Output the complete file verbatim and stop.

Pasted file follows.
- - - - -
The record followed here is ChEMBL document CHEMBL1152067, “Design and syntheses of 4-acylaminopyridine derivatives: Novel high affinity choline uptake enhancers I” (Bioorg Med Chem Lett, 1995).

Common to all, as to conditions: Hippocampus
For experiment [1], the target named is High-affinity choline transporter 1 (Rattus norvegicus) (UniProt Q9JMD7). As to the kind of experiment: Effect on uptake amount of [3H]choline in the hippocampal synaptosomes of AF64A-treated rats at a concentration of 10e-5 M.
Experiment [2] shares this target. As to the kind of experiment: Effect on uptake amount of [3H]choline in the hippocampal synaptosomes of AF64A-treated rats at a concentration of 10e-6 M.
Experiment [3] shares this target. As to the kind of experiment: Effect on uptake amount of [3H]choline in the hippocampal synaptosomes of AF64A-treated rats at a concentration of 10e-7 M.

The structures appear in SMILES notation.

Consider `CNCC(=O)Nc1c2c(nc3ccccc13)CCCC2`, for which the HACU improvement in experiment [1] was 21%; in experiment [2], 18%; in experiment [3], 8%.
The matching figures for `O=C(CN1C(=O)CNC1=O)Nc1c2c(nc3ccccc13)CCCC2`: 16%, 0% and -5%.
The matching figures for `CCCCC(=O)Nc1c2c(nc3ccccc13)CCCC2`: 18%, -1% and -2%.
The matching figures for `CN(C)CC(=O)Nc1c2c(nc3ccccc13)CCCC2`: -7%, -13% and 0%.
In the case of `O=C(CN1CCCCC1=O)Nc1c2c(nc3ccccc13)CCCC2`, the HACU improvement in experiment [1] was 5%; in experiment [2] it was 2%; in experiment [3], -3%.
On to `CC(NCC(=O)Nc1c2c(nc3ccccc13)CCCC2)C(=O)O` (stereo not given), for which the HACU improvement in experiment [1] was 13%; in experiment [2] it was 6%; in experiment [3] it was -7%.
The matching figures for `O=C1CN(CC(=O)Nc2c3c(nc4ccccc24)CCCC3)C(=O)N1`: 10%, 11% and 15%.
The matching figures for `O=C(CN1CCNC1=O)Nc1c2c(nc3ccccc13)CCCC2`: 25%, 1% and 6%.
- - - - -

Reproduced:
The record followed here is ChEMBL document CHEMBL1152067, “Design and syntheses of 4-acylaminopyridine derivatives: Novel high affinity choline uptake enhancers I” (Bioorg Med Chem Lett, 1995).

Common to all, as to conditions: Hippocampus
For experiment [1], the target named is High-affinity choline transporter 1 (Rattus norvegicus) (UniProt Q9JMD7). As to the kind of experiment: Effect on uptake amount of [3H]choline in the hippocampal synaptosomes of AF64A-treated rats at a concentration of 10e-5 M.
Experiment [2] shares this target. As to the kind of experiment: Effect on uptake amount of [3H]choline in the hippocampal synaptosomes of AF64A-treated rats at a concentration of 10e-6 M.
Experiment [3] shares this target. As to the kind of experiment: Effect on uptake amount of [3H]choline in the hippocampal synaptosomes of AF64A-treated rats at a concentration of 10e-7 M.

The structures appear in SMILES notation.

Consider `CNCC(=O)Nc1c2c(nc3ccccc13)CCCC2`, for which the HACU improvement in experiment [1] was 21%; in experiment [2], 18%; in experiment [3], 8%.
The matching figures for `O=C(CN1C(=O)CNC1=O)Nc1c2c(nc3ccccc13)CCCC2`: 16%, 0% and -5%.
The matching figures for `CCCCC(=O)Nc1c2c(nc3ccccc13)CCCC2`: 18%, -1% and -2%.
The matching figures for `CN(C)CC(=O)Nc1c2c(nc3ccccc13)CCCC2`: -7%, -13% and 0%.
In the case of `O=C(CN1CCCCC1=O)Nc1c2c(nc3ccccc13)CCCC2`, the HACU improvement in experiment [1] was 5%; in experiment [2] it was 2%; in experiment [3], -3%.
On to `CC(NCC(=O)Nc1c2c(nc3ccccc13)CCCC2)C(=O)O` (stereo not given), for which the HACU improvement in experiment [1] was 13%; in experiment [2] it was 6%; in experiment [3] it was -7%.
The matching figures for `O=C1CN(CC(=O)Nc2c3c(nc4ccccc24)CCCC3)C(=O)N1`: 10%, 11% and 15%.
The matching figures for `O=C(CN1CCNC1=O)Nc1c2c(nc3ccccc13)CCCC2`: 25%, 1% and 6%.